Broadcast areaBoise metropolitan area
Frequency630 kHz
BrandingPower 105.5
FormatRhythmic contemporary
First air date
1922; 102 years ago (1922)
Former call signs
  • KFAU (1922-1928)
  • KIDO (1928-2002)
Former frequencies
  • 833/619 kHz (1922-1923)[2]
  • 833 kHz (1923)[3]
  • 1110 kHz (1923-1924)[4]
  • 1090 kHz (1924-1925)[5]
  • 1080 kHz (1925)[6]
  • 1060 kHz (1925-1927)[7]
  • 1070 kHz (1927)
  • 1050 kHz (1927-1928)
  • 1250 kHz (1928-1931)
  • 1350 kHz (1931-1941)
  • 1380 kHz (1941-1951)
Technical information[8]
Licensing authority
Facility ID63915
Power5,000 watts
Transmitter coordinates
43°30′56″N 116°19′43″W / 43.51556°N 116.32861°W / 43.51556; -116.32861
Translator(s)105.5 K288HG (Boise)
Public license information
WebcastListen Live

KFXD (630 AM) is a commercial radio station, owned by Townsquare Media, which airs a rhythmic contemporary format branded as "Power 105.5". The station is licensed to serve Boise, Idaho.[9]


KFXD's first broadcasting station license, as KFAU, was issued in July 1922 to the Boise High School in Boise, Idaho. However, at this time the school already had extensive experience in radio activities, including broadcasting.

Following the entrance of the United States into World War I in 1917, the high school was selected as one of the sites to be used for training Signal Corps radio operators.[10] After the end of the war, a ban on civilian radio stations was lifted, and in early 1920 the school was issued a license to operate a "Technical and Training School" station, with the call sign 7YA.[11] This station was under the oversight of Harry E. Redeker, one of the school's teachers.[12] Initially it only had a radiotelegraph transmitter, which limited it to Morse code transmissions. In addition to providing technical training for students, the station was active as a "relay station" retransmitting messages from amateur radio stations, and in 1921 the American Radio Relay League's QST magazine described 7YA as "one of our best relay stations on the route to the east".[13]

Initially, there were no formal restrictions for which radio station license categories could make broadcasts intended for the general public. In 1921, 7YA added a 5-watt homemade radiotelephone transmitter, and began a limited schedule of broadcasts, consisting of "classroom work, news and market reports".[14] However, effective December 1, 1921, the Department of Commerce, which regulated U.S. radio at this time, adopted a regulation that stations making broadcasts intended for the general public now had to hold a Limited Commercial license.[15] On July 18, 1922, the school was issued its first broadcasting station license, with the call letters KFAU, assigned to "Boise High School, independent school district of Boise City". This authorized operation on both the 360 meter (833 kHz) "entertainment" wavelength and the 485 meter (619 kHz) "market and weather report" wavelength.[2] KFAU was Idaho's third broadcasting station authorization,[16] and its call sign was randomly assigned from an alphabetic roster of available call letters. (7YA's license continued to be active, although now limited to training activities and relay work). KFAU's studio was located underneath the stage at the high school.[citation needed]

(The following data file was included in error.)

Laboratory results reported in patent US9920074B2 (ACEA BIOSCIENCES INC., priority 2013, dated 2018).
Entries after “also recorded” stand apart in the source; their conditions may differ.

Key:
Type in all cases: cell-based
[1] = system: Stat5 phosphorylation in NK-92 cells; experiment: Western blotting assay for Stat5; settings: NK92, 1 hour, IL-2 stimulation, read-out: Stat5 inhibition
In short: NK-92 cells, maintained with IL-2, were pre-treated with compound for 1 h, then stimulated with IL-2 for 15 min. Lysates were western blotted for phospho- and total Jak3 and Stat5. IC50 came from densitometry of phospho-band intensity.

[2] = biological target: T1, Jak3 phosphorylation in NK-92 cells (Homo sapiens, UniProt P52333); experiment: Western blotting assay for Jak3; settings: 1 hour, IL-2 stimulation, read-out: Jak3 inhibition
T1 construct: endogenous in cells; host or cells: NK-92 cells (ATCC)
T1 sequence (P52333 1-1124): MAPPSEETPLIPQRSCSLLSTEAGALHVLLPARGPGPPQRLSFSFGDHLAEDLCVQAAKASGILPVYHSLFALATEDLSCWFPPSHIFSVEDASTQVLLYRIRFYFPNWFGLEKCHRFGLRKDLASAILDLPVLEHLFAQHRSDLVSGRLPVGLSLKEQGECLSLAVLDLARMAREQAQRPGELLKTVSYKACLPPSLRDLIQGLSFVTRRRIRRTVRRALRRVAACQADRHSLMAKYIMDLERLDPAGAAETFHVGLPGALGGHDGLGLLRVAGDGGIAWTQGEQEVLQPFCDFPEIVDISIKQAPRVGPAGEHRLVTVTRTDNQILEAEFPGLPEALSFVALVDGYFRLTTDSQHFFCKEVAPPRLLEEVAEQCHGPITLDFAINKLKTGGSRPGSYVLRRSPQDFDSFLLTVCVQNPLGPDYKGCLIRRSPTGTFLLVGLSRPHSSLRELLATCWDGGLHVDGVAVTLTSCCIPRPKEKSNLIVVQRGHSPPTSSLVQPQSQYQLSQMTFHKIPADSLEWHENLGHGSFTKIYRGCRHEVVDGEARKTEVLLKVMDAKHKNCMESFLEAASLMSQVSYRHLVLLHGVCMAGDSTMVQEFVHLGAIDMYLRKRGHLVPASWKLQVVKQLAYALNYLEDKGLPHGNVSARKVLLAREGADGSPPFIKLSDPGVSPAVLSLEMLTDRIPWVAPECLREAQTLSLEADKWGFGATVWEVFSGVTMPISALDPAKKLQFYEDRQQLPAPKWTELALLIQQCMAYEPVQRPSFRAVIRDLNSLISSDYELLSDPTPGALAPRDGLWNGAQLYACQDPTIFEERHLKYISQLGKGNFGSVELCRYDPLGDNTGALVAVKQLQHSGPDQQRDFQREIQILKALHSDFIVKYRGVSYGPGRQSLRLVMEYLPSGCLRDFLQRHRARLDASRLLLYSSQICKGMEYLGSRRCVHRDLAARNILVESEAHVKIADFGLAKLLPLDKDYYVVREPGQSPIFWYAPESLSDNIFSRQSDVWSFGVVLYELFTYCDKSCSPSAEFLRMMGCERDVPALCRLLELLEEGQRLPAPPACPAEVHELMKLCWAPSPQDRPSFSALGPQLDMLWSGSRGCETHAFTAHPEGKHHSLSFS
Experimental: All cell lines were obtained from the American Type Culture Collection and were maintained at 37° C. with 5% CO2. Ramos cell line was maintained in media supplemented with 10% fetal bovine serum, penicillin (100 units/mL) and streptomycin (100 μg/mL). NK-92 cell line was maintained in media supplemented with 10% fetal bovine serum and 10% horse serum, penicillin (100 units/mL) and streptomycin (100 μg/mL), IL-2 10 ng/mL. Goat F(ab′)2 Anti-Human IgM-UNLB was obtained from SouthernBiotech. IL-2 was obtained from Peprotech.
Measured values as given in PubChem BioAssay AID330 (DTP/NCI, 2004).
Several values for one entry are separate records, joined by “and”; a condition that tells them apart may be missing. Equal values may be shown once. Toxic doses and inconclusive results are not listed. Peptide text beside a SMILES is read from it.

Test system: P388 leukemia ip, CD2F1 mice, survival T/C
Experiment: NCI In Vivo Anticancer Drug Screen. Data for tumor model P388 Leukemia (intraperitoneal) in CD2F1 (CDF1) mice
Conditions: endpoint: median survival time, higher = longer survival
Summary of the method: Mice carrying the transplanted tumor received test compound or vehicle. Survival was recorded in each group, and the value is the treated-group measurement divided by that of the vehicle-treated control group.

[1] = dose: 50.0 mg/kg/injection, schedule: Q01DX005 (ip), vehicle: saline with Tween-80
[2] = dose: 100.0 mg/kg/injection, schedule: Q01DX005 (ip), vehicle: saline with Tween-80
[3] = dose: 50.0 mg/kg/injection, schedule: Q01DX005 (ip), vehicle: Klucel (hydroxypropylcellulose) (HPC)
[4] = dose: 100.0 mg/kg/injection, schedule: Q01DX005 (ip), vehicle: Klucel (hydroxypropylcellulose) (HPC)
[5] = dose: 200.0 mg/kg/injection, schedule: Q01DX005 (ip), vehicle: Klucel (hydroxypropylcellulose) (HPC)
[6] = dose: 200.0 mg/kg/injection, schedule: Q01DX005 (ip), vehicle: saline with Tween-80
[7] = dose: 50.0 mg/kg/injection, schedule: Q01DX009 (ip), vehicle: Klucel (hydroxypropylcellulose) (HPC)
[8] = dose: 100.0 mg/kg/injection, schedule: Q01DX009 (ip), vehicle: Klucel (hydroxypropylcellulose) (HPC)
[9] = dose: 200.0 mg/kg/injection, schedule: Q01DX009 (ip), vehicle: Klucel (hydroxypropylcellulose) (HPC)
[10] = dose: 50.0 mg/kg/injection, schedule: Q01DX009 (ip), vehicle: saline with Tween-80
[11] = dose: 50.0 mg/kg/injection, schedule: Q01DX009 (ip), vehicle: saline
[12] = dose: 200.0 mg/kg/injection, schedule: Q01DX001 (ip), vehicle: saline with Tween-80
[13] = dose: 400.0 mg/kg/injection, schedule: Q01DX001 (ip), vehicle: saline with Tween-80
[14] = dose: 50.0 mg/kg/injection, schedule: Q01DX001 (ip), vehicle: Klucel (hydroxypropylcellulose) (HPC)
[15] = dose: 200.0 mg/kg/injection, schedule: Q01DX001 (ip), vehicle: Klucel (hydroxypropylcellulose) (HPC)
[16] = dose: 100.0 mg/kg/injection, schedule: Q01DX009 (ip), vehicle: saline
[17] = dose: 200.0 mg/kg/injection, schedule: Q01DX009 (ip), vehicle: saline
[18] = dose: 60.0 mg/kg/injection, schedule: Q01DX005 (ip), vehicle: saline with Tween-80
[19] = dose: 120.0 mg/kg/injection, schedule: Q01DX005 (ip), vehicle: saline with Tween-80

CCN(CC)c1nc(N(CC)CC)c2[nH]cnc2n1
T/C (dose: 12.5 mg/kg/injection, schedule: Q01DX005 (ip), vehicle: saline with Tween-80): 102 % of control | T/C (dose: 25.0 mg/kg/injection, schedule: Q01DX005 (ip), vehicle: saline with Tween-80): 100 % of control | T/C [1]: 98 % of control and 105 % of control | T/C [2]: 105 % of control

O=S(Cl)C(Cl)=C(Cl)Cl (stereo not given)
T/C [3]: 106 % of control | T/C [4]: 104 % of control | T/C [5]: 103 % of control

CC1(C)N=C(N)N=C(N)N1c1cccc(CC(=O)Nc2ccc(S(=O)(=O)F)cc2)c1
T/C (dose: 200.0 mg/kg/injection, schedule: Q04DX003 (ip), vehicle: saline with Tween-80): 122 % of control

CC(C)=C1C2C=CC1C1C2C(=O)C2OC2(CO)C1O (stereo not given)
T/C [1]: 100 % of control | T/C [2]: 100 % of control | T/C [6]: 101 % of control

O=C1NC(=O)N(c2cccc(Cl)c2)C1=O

Harry Redeker continued as KFAU's station manager until he left the school's faculty in 1928. That fall the school decided to sell the station to C. G. Phillips and Frank L. Hill, doing business as the Boise Broadcasting Station, and the call letters were changed to KIDO.[17]

In the 1930s or early 1940s the station purchased property at the end of Wylie Lane to construct a station and antenna.[18] The station later moved to studios and offices on the 5th floor of the Owyee Plaza Hotel.

2002 KIDO / KFXD call letter swap

On August 14, 2002, stations KIDO and KFXD exchanged call signs, with AM 580 becoming KIDO, and AM 630 assigned the KFXD call letters by the Federal Communications Commission (FCC).[19] Although for the general listening public this resulted in the two familiar call signs appearing on new dial positions, the FCC generally traces station identities by individual facilities rather than call signs. Thus, it was noted at the time that "As far as the FCC is concerned, this was not a frequency change at all. KIDO on 580 is the same station that used to be KFXD on 580 - the only thing that changed were the call letters. Likewise for KFXD on 630; it is the same station that was KIDO-630."[20]